The Measles Initiative to Control Measles in Kenya

Authors

  • Charlotte A. Bradsher,

    1. D.N.Sc., R.N., is Adjunct Faculty, DNP Program, University of Tennessee Health Science Center, Memphis, Tennessee.
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  • R. Craig Stotts,

    1. Dr.P.H., R.N., is Professor and Public Health Option Coordinator, University of Tennessee Health Science Center, Memphis, Tennessee.
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  • Michael A. Carter,

    1. D.N.Sc., F.N.P., A.P.R.N., B.C., F.A.A.N., is University Distinguished Professor, Primary Care and Public Health Department, University of Tennessee Health Science Center, Memphis, Tennessee.
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  • Mark Grabowsky

    1. M.D., M.P.H., is Senior Advisor, International Health, American Red Cross, Washington, DC 20006
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Charlotte A. Bradsher, 3710 Vanderschaff Drive, Memphis, TN, 38133. E-mail: cabradsher@aol.com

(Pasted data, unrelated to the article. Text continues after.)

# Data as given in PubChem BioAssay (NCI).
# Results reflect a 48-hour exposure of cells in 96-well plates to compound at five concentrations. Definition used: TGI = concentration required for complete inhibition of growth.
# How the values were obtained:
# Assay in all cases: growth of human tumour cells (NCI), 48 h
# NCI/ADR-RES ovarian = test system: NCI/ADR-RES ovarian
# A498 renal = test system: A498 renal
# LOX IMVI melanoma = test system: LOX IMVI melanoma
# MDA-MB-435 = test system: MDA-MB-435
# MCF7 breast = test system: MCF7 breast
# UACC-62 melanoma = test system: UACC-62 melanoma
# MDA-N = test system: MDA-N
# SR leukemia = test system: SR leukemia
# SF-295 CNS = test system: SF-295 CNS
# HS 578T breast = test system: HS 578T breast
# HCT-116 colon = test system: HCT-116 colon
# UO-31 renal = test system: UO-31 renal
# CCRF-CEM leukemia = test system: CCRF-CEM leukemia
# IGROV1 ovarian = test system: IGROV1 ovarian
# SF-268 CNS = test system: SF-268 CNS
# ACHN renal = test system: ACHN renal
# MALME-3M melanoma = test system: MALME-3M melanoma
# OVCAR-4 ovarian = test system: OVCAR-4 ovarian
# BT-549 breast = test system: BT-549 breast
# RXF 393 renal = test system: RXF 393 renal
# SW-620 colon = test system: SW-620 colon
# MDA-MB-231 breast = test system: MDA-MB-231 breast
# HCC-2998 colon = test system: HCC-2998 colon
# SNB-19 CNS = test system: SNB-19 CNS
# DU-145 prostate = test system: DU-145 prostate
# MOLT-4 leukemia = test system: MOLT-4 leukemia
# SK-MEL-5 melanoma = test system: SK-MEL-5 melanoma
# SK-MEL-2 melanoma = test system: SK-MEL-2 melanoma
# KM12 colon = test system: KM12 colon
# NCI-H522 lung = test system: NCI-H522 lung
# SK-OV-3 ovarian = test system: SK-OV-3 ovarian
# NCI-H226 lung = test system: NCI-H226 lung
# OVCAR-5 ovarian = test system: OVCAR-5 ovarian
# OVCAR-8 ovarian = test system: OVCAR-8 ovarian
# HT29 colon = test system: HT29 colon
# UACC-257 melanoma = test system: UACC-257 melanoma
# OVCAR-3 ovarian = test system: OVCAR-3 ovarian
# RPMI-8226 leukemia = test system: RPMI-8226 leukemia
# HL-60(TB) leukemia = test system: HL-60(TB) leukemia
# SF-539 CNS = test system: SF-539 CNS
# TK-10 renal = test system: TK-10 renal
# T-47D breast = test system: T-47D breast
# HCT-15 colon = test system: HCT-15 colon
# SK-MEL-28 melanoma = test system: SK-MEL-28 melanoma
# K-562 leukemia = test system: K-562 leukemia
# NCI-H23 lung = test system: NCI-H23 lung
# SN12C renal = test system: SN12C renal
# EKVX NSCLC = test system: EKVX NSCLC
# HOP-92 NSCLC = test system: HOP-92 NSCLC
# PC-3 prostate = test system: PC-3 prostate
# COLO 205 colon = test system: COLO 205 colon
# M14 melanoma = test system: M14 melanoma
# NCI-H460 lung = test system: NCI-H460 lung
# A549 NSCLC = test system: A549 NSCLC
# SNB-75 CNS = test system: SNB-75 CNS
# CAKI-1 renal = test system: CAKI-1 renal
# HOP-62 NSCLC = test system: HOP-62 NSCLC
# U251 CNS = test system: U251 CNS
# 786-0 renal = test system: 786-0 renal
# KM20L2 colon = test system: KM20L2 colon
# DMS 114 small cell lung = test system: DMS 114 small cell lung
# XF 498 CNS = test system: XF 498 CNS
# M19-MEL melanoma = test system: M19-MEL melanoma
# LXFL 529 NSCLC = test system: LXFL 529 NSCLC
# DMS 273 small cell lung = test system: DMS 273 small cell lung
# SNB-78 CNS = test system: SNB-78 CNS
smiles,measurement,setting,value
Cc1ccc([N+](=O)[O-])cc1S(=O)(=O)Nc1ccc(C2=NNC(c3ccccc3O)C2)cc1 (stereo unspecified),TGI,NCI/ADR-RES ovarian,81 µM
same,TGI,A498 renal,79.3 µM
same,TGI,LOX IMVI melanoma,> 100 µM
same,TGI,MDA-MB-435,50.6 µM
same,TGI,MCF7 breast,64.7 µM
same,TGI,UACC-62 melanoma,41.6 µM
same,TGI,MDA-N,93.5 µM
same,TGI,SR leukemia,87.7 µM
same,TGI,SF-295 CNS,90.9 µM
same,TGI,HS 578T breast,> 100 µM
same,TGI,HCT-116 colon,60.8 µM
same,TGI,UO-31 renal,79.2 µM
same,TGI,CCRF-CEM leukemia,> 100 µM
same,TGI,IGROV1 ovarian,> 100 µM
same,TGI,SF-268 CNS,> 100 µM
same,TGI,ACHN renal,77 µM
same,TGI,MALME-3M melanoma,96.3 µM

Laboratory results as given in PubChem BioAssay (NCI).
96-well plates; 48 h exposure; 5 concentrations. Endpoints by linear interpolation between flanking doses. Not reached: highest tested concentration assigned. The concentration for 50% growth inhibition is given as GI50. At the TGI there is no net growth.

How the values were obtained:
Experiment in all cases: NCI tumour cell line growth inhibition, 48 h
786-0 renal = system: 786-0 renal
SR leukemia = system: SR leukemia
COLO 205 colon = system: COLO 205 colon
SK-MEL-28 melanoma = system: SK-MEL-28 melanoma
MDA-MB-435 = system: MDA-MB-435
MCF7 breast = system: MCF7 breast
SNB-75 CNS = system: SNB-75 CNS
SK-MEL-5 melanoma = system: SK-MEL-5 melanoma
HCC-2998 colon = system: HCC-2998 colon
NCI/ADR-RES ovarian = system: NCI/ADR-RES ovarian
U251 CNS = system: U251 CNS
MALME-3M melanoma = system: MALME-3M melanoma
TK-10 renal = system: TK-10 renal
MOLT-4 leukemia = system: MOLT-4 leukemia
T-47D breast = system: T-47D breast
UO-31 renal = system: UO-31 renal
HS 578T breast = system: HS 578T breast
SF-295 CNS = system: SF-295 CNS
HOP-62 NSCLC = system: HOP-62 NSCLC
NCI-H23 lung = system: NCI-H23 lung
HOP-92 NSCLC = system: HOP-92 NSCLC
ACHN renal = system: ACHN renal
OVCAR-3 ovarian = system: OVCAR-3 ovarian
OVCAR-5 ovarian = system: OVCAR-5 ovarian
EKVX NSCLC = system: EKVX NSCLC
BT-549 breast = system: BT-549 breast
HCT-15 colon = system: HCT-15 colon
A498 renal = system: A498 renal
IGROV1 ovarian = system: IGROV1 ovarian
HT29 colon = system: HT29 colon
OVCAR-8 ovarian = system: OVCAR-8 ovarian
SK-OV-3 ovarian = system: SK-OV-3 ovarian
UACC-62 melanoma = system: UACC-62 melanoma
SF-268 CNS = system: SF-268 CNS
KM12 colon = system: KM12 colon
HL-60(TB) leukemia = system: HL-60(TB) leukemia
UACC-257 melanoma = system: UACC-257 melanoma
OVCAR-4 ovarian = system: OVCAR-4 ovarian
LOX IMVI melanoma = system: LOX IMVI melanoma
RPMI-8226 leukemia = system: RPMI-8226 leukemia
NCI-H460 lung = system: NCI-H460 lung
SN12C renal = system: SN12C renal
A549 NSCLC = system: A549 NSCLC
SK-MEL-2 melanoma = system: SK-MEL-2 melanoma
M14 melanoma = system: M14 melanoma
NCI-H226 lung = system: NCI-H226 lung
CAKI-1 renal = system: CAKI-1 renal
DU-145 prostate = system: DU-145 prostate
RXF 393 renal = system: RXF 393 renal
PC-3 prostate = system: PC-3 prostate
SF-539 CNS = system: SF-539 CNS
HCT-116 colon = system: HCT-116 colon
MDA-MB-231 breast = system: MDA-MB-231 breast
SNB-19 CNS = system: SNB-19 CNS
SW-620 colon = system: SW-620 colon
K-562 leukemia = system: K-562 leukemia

Abstract

ABSTRACT Purpose: To describe the epidemiology of measles in Kenya and evaluate the Measles Initiative's (MI's) mass immunization campaign and its impact on measles control in Kenya.

Methods: This descriptive study focused on evaluating the MI's simultaneous mass campaigns in the provinces of Kenya, the implementation process of the campaign strategy, post-campaign impact data, and precampaign measles trends. Secondary data were obtained from the Kenya Ministry of Health and MI documentation involving vaccine coverage, and morbidity and mortality rates. Analysis focused on program achievement with a comparison of immunization coverage results and program goals.

Outcomes: Campaign goals of vaccination coverage were successfully achieved, and subsequent surveillance data indicate significant decreases in measles morbidity and mortality. Barriers to participation, sociocultural factors, and environmental demographics were identified and addressed.

Implications: The success of the MI immunization program was the result of the commitment of expert international public health agencies in partnership with the Kenyan government. The strategies used for this successful public health activity can be applied to improve vaccination programs in other countries.

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